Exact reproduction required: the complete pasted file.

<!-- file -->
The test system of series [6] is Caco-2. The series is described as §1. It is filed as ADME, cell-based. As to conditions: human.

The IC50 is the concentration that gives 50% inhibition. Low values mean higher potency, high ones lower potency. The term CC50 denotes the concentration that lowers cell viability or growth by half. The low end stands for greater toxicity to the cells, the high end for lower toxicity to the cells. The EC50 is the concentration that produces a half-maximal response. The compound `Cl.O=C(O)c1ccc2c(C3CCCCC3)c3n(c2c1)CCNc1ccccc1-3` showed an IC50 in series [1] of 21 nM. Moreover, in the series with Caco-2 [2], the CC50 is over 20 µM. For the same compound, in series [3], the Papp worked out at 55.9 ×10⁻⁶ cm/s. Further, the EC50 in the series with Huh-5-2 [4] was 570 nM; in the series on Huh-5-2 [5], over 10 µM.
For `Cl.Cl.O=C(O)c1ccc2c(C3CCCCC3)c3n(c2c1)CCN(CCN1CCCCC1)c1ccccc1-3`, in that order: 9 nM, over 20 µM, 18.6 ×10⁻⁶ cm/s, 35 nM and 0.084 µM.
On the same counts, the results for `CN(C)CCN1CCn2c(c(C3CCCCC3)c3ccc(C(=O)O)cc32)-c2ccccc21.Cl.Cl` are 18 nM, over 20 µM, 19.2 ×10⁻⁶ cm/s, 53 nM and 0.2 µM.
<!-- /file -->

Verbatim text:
The test system of series [6] is Caco-2. The series is described as §1. It is filed as ADME, cell-based. As to conditions: human.

The IC50 is the concentration that gives 50% inhibition. Low values mean higher potency, high ones lower potency. The term CC50 denotes the concentration that lowers cell viability or growth by half. The low end stands for greater toxicity to the cells, the high end for lower toxicity to the cells. The EC50 is the concentration that produces a half-maximal response. The compound `Cl.O=C(O)c1ccc2c(C3CCCCC3)c3n(c2c1)CCNc1ccccc1-3` showed an IC50 in series [1] of 21 nM. Moreover, in the series with Caco-2 [2], the CC50 is over 20 µM. For the same compound, in series [3], the Papp worked out at 55.9 ×10⁻⁶ cm/s. Further, the EC50 in the series with Huh-5-2 [4] was 570 nM; in the series on Huh-5-2 [5], over 10 µM.
For `Cl.Cl.O=C(O)c1ccc2c(C3CCCCC3)c3n(c2c1)CCN(CCN1CCCCC1)c1ccccc1-3`, in that order: 9 nM, over 20 µM, 18.6 ×10⁻⁶ cm/s, 35 nM and 0.084 µM.
On the same counts, the results for `CN(C)CCN1CCn2c(c(C3CCCCC3)c3ccc(C(=O)O)cc32)-c2ccccc21.Cl.Cl` are 18 nM, over 20 µM, 19.2 ×10⁻⁶ cm/s, 53 nM and 0.2 µM.